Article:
Archive for the ‘Health Sciences Libraries’ Category
Monday, June 16th, 2014
Registration is open, the full conference program is available, and the deadline for submitting abstracts has been extended to June 30 for the Diagnostic Error in Medicine 7th International Conference to be held September 14- 17 in Atlanta. You are invited to submit abstracts that address the epidemiology of diagnostic error, factors that predispose to diagnostic error, and strategies to reduce diagnostic error or improve detection. As an event dedicated to the problem of diagnostic error, the Diagnostic Error in Medicine Conference will provide instruction, insight, dialogue, and tools to enable health care providers to reduce diagnostic harm.
Select for the complete conference program agenda, registration details, and more information on how to submit an abstract: http://www.improvediagnosis.org/?page=DEM_2014. (bbj)
Friday, June 13th, 2014
For those of you interested in brushing up your knowledge about copyright:
Kevin Smith, the scholarly communication officer and copyright expert at Duke University, and two colleagues are organizing a four-week MOOC (Massive Open Online Class) on the basics of copyright. The course is aimed at librarians and K-12 educators and offered on the Coursera platform. A great, free opportunity to learn from one of the best. For more information and to register click here. /ch
Tuesday, June 10th, 2014
Scotland has released a new health literacy policy and toolkit titled “Making it Easy: a Health Literacy Action Plan for Scotland.” You can review the policy, action plan and toolkit at http://www.knowledge.scot.nhs.uk/healthliteracy.aspx (bbj)
Tuesday, June 10th, 2014
Dear DOCLINE Users:
Here are 5 DOCLINE best practice tips:
1) Review and maintain your institution’s serial holdings data . To review your institution’s serial holdings, you must log in, and then click on the “Serial Holdings” tab. It’s very important to make sure your holdings are accurate for efficient and quick lending. http://www.nlm.nih.gov/pubs/factsheets/serhold.html
2) Make sure that your routing tables are current Remove any libraries, on your routing table, with the designation “Not a DOCLINE Library” or “Library Closed.”
3) The fill rate target for all MidContinental Region libraries is at 75% or higher. If you are having trouble meeting that goal, your state coordinators or the MCR’s Member Services coordinator will be able to provide some suggestions. You can find your fill rate by clicking on “Requests” and then “Reports.”
4) Review and maintain your institutional record for accuracy and completeness. The institutional record contains a list of those people, and their contact information, who have access to your DOCLINE account. To find your institution record, you must log in, click on the “Institutions” tab, click on “Update” and on the “People” button on the left side. Remove names of those who do not now have access or add new names. Update any changes of address. You’ll also want to be sure all of your borrow and lend preferences are current too.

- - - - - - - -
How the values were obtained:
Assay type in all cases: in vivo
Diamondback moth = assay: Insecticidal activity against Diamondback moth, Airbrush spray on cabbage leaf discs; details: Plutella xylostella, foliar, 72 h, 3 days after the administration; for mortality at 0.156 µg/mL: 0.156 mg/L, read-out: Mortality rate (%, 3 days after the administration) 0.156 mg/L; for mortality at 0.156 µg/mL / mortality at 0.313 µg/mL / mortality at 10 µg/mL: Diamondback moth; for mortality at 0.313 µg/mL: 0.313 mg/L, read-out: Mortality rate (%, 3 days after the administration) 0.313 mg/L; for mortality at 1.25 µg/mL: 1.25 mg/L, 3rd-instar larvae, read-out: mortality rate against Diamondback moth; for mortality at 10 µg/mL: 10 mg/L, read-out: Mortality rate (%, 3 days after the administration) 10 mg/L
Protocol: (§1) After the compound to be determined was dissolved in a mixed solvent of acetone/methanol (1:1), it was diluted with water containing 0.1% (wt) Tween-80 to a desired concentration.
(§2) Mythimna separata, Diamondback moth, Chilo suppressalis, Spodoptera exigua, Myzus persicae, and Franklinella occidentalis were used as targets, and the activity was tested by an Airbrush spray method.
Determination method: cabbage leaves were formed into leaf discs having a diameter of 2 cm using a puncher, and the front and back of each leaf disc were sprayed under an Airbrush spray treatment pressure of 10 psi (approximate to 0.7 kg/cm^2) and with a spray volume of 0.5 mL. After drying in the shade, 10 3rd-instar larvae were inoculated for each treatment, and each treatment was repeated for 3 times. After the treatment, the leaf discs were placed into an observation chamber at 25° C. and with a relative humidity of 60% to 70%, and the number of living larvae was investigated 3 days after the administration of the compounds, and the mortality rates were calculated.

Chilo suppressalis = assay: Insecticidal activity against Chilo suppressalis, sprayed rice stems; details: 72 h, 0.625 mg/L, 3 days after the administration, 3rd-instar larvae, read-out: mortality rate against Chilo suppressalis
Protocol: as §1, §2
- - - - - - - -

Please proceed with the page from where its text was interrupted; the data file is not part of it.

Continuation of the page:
5) Always submit an “Out of Office” request if your library will not be filling requests while staff are away from the office. In DOCLINE, click on your “Institutions” tab, “Update (LIBID)” and then on the “Out of Office” tab on the left sidebar.
All reviews and updates should be performed at least once a year. Taking these steps shows your commitment to the National Network of Libraries of Medicine (NN/LM) Resource Sharing Plan http://nnlm.gov/rsdd/docline/docdelplan.html
For more information you may contact Jim Honour
Friday, June 6th, 2014
- Wednesday, June 18 – 10:00 MT/11:00 CT – Breezing Along with the RML - You couldn’t attend the conference? You want to hear about the highlights of the annual conference of the Medical Library Association? Join the RML team. and share! Did you have your caricature done? Hear a great speaker? Were inspired to start something new at your library? Join us and share your thoughts as well!
JOIN US AT: https://webmeeting.nih.gov/mcr2 Equipment: connection to the Internet and a phone, Login: as a guest with your first and last name. Instructions to connect to the audio will show up once you’ve logged in. No registration required. Captioning will be provided and the session will be recorded. Questions to email@example.com (mm)
Tuesday, June 3rd, 2014
Check out the new book “Knowledge Management in Healthcare” edited by Lorri Zipperer to get a better idea of how knowledge management practices can increase your skills and change your role in your institution. Get book details at http://tinyurl.com/m6qmbfc The book includes a chapter by our own Margaret Bandy! (bbj)